Brewing a flavorful brown ale today using organic toasted buckwheat groats. Buckwheat is used in cuisine around the world. Making noodles, kasha, and pancakes. Buckwheat is gluten free and being used in a variety of new settings because of this. I'm using toasted buckwheat to add complexity to this brown ale. Will also be collecting the first gallon and a half of first runnings and reducing down to less than half a gallon and adding back to the kettle. Which adds body and downright maltiness to the beer. Lightly hopped with whole leaf simcoe.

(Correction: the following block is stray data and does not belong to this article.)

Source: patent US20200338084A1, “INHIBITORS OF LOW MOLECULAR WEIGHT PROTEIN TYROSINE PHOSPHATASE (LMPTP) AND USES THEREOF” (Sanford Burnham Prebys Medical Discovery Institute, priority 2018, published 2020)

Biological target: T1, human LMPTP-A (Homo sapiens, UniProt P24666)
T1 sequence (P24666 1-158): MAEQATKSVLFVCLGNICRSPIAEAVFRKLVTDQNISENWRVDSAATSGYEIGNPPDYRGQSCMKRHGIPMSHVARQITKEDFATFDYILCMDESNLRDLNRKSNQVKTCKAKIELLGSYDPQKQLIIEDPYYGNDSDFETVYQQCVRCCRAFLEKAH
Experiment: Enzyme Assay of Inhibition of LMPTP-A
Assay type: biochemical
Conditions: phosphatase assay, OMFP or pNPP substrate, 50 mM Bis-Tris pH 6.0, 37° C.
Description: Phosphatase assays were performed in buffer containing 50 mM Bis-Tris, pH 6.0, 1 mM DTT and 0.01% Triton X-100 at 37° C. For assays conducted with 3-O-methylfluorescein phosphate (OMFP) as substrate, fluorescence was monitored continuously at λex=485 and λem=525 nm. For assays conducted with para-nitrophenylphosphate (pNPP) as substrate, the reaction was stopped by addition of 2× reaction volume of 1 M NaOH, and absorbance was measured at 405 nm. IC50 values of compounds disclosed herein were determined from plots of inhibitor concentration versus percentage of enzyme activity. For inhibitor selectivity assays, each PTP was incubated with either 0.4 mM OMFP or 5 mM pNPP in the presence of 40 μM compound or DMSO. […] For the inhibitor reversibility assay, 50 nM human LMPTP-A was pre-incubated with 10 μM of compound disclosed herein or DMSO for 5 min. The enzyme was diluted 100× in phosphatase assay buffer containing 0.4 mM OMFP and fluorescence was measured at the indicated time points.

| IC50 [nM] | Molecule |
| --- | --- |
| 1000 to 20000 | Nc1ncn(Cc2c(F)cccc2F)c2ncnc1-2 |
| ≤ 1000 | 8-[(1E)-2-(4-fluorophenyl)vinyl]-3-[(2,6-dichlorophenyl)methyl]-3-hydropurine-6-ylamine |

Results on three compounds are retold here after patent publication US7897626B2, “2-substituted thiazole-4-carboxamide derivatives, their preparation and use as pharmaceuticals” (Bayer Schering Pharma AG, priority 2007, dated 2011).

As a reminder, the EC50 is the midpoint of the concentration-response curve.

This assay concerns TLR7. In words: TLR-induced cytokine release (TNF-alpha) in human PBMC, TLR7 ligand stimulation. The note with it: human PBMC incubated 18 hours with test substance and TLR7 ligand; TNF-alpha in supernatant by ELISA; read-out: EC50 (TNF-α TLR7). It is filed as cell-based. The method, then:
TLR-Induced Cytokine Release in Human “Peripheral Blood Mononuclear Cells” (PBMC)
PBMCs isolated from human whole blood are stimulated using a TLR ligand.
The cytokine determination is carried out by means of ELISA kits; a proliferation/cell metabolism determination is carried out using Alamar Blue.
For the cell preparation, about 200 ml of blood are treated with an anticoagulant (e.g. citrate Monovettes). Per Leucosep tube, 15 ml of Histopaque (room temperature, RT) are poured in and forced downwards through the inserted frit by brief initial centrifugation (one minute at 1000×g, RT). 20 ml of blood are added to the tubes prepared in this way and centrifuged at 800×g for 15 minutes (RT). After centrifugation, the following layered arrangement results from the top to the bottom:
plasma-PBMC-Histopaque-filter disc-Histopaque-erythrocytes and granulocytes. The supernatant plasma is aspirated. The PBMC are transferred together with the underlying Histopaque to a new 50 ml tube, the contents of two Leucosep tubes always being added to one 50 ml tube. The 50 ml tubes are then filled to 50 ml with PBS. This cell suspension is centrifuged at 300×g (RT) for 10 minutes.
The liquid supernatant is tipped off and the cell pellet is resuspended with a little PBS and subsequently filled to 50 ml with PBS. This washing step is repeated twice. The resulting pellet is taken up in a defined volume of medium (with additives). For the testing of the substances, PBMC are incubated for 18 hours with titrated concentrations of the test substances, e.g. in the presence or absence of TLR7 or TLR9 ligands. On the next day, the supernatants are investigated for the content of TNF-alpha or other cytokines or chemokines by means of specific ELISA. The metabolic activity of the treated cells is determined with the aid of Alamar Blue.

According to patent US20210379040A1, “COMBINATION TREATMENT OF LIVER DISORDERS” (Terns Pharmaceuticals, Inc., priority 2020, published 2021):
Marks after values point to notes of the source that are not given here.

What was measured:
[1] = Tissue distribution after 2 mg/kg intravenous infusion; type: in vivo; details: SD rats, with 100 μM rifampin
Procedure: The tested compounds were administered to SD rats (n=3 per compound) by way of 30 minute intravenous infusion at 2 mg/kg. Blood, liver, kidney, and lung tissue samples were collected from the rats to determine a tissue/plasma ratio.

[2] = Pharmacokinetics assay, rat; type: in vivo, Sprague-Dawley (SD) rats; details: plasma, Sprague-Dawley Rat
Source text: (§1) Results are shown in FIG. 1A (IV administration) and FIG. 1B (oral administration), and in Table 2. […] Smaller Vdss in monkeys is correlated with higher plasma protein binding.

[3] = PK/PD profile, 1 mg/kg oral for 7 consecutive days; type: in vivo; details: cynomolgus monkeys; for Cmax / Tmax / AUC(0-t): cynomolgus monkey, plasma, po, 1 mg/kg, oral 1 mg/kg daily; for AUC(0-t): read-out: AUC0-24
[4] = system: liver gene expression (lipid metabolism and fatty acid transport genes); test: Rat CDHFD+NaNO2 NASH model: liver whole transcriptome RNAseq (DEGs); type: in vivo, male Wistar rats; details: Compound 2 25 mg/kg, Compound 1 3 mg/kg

Wikipedia says this about the agricultural history of buckwheat, "Common buckwheat was domesticated and first cultivated in southeast Asia, possibly around 6000 BC, and from there spread to Europe and to Central Asia and Tibet. Domestication most likely took place in the western Yunnan region of China. Buckwheat is documented in Europe in the Balkans by at least the Middle Neolithic (circa 4000 BC) and the oldest known remains in China so far date to circa 2600 BC, and buckwheat pollen has been found in Japan from as early as 4000 BC. It is the world's highest elevation domesticate, being cultivated in Yunnan on the edge of the Tibetan Plateau or on the Plateau itself. Buckwheat was one of the earliest crops introduced by Europeans to North America. Dispersal around the globe was complete by 2006, when a variety developed in Canada was widely planted in China."
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